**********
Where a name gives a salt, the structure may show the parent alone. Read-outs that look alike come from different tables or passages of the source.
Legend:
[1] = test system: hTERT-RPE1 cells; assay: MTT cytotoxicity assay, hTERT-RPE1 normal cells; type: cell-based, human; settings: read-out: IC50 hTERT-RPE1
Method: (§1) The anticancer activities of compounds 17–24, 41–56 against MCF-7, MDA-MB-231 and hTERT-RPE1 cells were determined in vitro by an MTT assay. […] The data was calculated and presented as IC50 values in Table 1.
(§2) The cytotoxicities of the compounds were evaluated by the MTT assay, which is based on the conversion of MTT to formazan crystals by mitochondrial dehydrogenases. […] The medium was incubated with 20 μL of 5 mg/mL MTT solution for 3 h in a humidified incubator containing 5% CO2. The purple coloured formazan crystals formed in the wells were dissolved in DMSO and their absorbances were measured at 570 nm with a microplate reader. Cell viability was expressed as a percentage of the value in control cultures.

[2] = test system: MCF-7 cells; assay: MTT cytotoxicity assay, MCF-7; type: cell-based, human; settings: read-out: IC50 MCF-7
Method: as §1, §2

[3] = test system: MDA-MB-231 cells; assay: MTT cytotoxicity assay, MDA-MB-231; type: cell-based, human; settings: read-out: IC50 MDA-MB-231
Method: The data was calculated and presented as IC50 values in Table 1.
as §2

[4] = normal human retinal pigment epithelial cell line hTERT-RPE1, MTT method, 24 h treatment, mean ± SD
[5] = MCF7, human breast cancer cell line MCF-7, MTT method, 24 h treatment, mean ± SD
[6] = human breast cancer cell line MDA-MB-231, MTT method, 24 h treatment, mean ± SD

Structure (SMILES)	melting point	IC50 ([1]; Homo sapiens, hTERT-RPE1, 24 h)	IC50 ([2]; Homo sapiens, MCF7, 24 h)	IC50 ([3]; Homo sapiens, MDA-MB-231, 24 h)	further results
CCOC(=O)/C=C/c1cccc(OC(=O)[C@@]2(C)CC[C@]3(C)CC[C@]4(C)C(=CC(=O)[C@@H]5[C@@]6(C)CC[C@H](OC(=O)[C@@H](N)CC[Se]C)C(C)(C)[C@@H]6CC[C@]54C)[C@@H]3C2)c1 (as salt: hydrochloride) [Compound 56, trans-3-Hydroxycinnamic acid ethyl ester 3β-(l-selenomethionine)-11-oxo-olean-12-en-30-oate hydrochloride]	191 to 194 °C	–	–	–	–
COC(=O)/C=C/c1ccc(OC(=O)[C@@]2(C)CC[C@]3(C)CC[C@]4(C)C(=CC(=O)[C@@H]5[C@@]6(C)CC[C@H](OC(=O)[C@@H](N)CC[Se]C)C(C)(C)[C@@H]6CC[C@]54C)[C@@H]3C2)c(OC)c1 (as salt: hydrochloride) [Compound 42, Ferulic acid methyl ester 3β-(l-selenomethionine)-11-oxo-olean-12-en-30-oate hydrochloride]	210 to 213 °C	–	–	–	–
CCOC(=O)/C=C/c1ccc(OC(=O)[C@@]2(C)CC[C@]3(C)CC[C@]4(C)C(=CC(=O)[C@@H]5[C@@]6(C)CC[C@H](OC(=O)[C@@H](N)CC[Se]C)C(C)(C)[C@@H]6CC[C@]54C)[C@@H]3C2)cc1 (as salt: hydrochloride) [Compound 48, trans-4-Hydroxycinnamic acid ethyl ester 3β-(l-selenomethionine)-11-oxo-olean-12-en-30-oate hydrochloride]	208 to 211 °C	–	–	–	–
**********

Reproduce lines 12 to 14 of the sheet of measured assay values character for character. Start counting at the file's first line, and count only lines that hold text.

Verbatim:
[5] = MCF7, human breast cancer cell line MCF-7, MTT method, 24 h treatment, mean ± SD
[6] = human breast cancer cell line MDA-MB-231, MTT method, 24 h treatment, mean ± SD

Structure (SMILES)	melting point	IC50 ([1]; Homo sapiens, hTERT-RPE1, 24 h)	IC50 ([2]; Homo sapiens, MCF7, 24 h)	IC50 ([3]; Homo sapiens, MDA-MB-231, 24 h)	further results